French Revolution

A watershed event in modern European history, the French Revolution began in 1789 and ended in the late 1790s with the ascent of Napoleon Bonaparte. During this period, French citizens razed and redesigned their country’s political landscape, uprooting centuries-old institutions such as absolute monarchy and the feudal system. Like the American Revolution before it, the French Revolution was influenced by Enlightenment ideals, particularly the concepts of popular sovereignty and inalienable rights. Although it failed to achieve all of its goals and at times degenerated into a chaotic bloodbath, the movement played a critical role in shaping modern nations by showing the world the power inherent in the will of the people.

Marie Antoinette

Francis 1st died in August 1765, leaving his wife and his elder son to co-rule his empire. To promote diplomatic relationships with France, Marie Antoinette was asked to marry Louis Auguste, the Dauphin of France.

The celebration was held on May 16th, 1770 in the palace of Versailles. Fireworks were shot for the occasion and a huge crowd gathered in front of the palace, so many people that 32 of them died in a mob move.


  1. Georges Jacques Danton 26 October 1759  5 April 1794) was a leading figure in the early stages of the French Revolution and the first President of the Committee of Public Safety.


The Storming of the Bastille occurred in Paris, France on the morning of 14 July 1789. The medieval fortress and prison in Paris known as the Bastille represented royal authority in the center of Paris. The prison only contained seven inmates at the time of its storming but was a symbol of the abuses of the monarchy: its fall was the flashpoint of the French Revolution.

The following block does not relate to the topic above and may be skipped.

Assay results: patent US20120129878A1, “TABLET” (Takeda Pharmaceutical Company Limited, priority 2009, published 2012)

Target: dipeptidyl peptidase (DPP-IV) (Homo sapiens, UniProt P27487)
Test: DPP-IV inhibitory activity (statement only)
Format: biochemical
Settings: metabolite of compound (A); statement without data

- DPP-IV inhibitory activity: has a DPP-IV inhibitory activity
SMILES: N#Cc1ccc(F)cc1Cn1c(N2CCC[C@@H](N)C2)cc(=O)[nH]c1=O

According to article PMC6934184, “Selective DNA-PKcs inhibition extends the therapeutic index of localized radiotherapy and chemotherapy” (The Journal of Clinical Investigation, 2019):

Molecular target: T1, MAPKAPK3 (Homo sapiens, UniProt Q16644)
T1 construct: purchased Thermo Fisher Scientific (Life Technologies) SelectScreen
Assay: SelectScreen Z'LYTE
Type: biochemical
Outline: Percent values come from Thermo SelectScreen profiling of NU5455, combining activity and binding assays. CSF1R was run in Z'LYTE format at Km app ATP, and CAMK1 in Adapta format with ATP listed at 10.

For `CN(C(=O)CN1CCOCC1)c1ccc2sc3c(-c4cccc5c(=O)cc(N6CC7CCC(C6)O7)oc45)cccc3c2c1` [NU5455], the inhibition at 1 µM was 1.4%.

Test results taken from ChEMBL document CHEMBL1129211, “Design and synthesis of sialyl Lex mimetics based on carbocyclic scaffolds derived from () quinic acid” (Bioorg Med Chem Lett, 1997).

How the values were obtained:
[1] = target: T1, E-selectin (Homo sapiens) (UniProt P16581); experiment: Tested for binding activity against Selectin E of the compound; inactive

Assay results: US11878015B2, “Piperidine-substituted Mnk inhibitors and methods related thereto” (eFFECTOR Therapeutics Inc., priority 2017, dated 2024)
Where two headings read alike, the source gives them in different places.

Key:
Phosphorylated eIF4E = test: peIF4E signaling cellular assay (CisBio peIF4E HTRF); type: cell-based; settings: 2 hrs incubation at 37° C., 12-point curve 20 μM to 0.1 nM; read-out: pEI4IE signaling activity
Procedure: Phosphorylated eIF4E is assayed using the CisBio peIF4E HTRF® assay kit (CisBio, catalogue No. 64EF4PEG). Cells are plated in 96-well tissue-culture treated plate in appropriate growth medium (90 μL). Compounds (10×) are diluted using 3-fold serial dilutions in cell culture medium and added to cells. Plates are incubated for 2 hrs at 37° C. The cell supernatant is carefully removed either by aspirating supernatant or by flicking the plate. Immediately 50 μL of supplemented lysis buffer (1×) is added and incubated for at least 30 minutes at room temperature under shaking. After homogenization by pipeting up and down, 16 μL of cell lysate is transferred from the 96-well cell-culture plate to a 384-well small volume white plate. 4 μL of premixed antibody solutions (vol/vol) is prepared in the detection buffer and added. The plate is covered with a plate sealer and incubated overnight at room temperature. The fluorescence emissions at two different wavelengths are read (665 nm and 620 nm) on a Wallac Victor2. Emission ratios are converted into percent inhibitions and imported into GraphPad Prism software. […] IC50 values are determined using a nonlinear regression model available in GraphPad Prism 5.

August Decrees

The fall of the Bastille on 14 July 1789 was followed by a mass uproar spreading from Paris to the countryside. Noble families were attacked and many aristocratic manors were burned. Abbeys and castles were also attacked and destroyed. The peers started to emigrate to the cities of France, and incidents of brigandage multiplied by the moment. The season of La Grande Peur – the Great Fear – was characterised by social hysteria and anxiety over who was going to be the next victim. In many cases, the violence was begun not by homeless people or hunger-driven peasants but by settled countrymen who took this opportunity to further their own cause.